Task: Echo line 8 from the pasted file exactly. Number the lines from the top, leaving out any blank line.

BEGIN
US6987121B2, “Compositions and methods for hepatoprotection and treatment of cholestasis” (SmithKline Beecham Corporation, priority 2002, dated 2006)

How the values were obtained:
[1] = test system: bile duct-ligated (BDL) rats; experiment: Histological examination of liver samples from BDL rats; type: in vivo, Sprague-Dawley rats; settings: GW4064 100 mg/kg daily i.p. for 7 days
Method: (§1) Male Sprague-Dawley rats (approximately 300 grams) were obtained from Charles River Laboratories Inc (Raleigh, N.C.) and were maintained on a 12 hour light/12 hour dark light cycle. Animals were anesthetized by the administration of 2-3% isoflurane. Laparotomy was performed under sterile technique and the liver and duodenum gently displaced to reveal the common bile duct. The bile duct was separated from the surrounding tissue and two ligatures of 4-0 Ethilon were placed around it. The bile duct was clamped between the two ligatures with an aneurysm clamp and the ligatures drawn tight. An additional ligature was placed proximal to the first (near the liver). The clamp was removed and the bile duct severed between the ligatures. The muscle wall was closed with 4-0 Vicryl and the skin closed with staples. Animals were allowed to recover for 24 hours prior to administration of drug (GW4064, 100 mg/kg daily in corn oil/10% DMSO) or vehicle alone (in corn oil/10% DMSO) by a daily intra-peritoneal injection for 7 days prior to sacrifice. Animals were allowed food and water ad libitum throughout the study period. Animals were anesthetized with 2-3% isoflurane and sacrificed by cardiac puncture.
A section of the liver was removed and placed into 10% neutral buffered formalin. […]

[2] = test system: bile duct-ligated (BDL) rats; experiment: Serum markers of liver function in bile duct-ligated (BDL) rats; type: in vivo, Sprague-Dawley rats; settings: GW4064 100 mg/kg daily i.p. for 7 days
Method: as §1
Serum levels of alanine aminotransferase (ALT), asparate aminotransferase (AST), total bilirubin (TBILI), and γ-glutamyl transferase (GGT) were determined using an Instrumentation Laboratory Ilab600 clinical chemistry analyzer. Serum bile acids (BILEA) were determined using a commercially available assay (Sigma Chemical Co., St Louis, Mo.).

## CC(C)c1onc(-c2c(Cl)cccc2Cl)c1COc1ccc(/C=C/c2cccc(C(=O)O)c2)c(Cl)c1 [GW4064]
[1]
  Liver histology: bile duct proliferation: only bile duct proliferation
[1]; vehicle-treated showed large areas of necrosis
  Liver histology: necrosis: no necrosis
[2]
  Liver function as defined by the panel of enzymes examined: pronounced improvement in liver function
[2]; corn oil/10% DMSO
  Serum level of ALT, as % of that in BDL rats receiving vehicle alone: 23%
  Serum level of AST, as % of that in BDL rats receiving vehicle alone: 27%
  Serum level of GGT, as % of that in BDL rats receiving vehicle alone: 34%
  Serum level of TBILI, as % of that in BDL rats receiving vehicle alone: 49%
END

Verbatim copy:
Serum levels of alanine aminotransferase (ALT), asparate aminotransferase (AST), total bilirubin (TBILI), and γ-glutamyl transferase (GGT) were determined using an Instrumentation Laboratory Ilab600 clinical chemistry analyzer. Serum bile acids (BILEA) were determined using a commercially available assay (Sigma Chemical Co., St Louis, Mo.).